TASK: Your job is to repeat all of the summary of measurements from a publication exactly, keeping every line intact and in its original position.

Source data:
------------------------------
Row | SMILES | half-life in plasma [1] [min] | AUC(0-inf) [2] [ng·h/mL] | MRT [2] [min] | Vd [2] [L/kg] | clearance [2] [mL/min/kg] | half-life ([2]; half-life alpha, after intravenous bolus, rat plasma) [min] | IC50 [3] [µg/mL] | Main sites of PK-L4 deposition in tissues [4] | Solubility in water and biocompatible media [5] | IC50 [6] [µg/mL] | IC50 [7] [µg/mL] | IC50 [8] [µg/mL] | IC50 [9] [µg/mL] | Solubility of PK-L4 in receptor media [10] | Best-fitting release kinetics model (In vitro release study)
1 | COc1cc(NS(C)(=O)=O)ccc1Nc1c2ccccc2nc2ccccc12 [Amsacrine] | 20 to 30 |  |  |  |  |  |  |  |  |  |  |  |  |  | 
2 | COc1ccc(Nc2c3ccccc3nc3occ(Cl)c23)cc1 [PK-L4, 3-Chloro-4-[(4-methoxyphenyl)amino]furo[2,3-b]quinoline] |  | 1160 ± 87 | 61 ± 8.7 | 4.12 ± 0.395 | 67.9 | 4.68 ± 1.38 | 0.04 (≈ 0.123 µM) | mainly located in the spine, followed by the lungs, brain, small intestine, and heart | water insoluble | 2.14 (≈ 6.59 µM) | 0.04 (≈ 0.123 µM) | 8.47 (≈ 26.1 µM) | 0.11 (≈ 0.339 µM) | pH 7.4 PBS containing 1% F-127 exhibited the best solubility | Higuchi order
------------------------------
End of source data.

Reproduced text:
Row | SMILES | half-life in plasma [1] [min] | AUC(0-inf) [2] [ng·h/mL] | MRT [2] [min] | Vd [2] [L/kg] | clearance [2] [mL/min/kg] | half-life ([2]; half-life alpha, after intravenous bolus, rat plasma) [min] | IC50 [3] [µg/mL] | Main sites of PK-L4 deposition in tissues [4] | Solubility in water and biocompatible media [5] | IC50 [6] [µg/mL] | IC50 [7] [µg/mL] | IC50 [8] [µg/mL] | IC50 [9] [µg/mL] | Solubility of PK-L4 in receptor media [10] | Best-fitting release kinetics model (In vitro release study)
1 | COc1cc(NS(C)(=O)=O)ccc1Nc1c2ccccc2nc2ccccc12 [Amsacrine] | 20 to 30 |  |  |  |  |  |  |  |  |  |  |  |  |  | 
2 | COc1ccc(Nc2c3ccccc3nc3occ(Cl)c23)cc1 [PK-L4, 3-Chloro-4-[(4-methoxyphenyl)amino]furo[2,3-b]quinoline] |  | 1160 ± 87 | 61 ± 8.7 | 4.12 ± 0.395 | 67.9 | 4.68 ± 1.38 | 0.04 (≈ 0.123 µM) | mainly located in the spine, followed by the lungs, brain, small intestine, and heart | water insoluble | 2.14 (≈ 6.59 µM) | 0.04 (≈ 0.123 µM) | 8.47 (≈ 26.1 µM) | 0.11 (≈ 0.339 µM) | pH 7.4 PBS containing 1% F-127 exhibited the best solubility | Higuchi order